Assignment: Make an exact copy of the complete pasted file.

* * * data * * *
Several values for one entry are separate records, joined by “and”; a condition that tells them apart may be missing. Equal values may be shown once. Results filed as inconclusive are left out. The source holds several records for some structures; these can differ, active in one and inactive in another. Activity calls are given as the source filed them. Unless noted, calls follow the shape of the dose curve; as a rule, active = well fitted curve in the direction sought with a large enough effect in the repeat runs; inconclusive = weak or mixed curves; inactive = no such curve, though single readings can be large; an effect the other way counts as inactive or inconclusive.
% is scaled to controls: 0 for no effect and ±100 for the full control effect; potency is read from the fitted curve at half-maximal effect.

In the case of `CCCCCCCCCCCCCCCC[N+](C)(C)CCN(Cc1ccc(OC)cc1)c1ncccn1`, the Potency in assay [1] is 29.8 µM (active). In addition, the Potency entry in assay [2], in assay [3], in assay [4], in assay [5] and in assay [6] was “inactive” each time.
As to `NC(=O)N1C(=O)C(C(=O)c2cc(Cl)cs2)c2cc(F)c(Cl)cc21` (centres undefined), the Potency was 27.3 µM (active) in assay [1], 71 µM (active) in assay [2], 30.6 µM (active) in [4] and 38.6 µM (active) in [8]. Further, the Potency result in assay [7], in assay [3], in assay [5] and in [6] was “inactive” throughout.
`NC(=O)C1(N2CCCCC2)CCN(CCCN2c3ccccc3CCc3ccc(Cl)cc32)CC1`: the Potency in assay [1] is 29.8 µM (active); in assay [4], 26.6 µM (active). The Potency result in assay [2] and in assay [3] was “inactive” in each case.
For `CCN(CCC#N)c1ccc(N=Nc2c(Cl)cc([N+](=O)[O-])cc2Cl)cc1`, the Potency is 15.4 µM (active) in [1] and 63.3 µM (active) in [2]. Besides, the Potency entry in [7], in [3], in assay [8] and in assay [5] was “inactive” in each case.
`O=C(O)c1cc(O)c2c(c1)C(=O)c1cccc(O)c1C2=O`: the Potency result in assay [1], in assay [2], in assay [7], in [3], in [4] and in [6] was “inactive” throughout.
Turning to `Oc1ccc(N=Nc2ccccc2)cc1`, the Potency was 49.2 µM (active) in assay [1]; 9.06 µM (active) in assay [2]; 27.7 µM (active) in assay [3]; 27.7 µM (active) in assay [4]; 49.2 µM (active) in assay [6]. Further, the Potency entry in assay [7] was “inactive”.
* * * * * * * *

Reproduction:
Several values for one entry are separate records, joined by “and”; a condition that tells them apart may be missing. Equal values may be shown once. Results filed as inconclusive are left out. The source holds several records for some structures; these can differ, active in one and inactive in another. Activity calls are given as the source filed them. Unless noted, calls follow the shape of the dose curve; as a rule, active = well fitted curve in the direction sought with a large enough effect in the repeat runs; inconclusive = weak or mixed curves; inactive = no such curve, though single readings can be large; an effect the other way counts as inactive or inconclusive.
% is scaled to controls: 0 for no effect and ±100 for the full control effect; potency is read from the fitted curve at half-maximal effect.

In the case of `CCCCCCCCCCCCCCCC[N+](C)(C)CCN(Cc1ccc(OC)cc1)c1ncccn1`, the Potency in assay [1] is 29.8 µM (active). In addition, the Potency entry in assay [2], in assay [3], in assay [4], in assay [5] and in assay [6] was “inactive” each time.
As to `NC(=O)N1C(=O)C(C(=O)c2cc(Cl)cs2)c2cc(F)c(Cl)cc21` (centres undefined), the Potency was 27.3 µM (active) in assay [1], 71 µM (active) in assay [2], 30.6 µM (active) in [4] and 38.6 µM (active) in [8]. Further, the Potency result in assay [7], in assay [3], in assay [5] and in [6] was “inactive” throughout.
`NC(=O)C1(N2CCCCC2)CCN(CCCN2c3ccccc3CCc3ccc(Cl)cc32)CC1`: the Potency in assay [1] is 29.8 µM (active); in assay [4], 26.6 µM (active). The Potency result in assay [2] and in assay [3] was “inactive” in each case.
For `CCN(CCC#N)c1ccc(N=Nc2c(Cl)cc([N+](=O)[O-])cc2Cl)cc1`, the Potency is 15.4 µM (active) in [1] and 63.3 µM (active) in [2]. Besides, the Potency entry in [7], in [3], in assay [8] and in assay [5] was “inactive” in each case.
`O=C(O)c1cc(O)c2c(c1)C(=O)c1cccc(O)c1C2=O`: the Potency result in assay [1], in assay [2], in assay [7], in [3], in [4] and in [6] was “inactive” throughout.
Turning to `Oc1ccc(N=Nc2ccccc2)cc1`, the Potency was 49.2 µM (active) in assay [1]; 9.06 µM (active) in assay [2]; 27.7 µM (active) in assay [3]; 27.7 µM (active) in assay [4]; 49.2 µM (active) in assay [6]. Further, the Potency entry in assay [7] was “inactive”.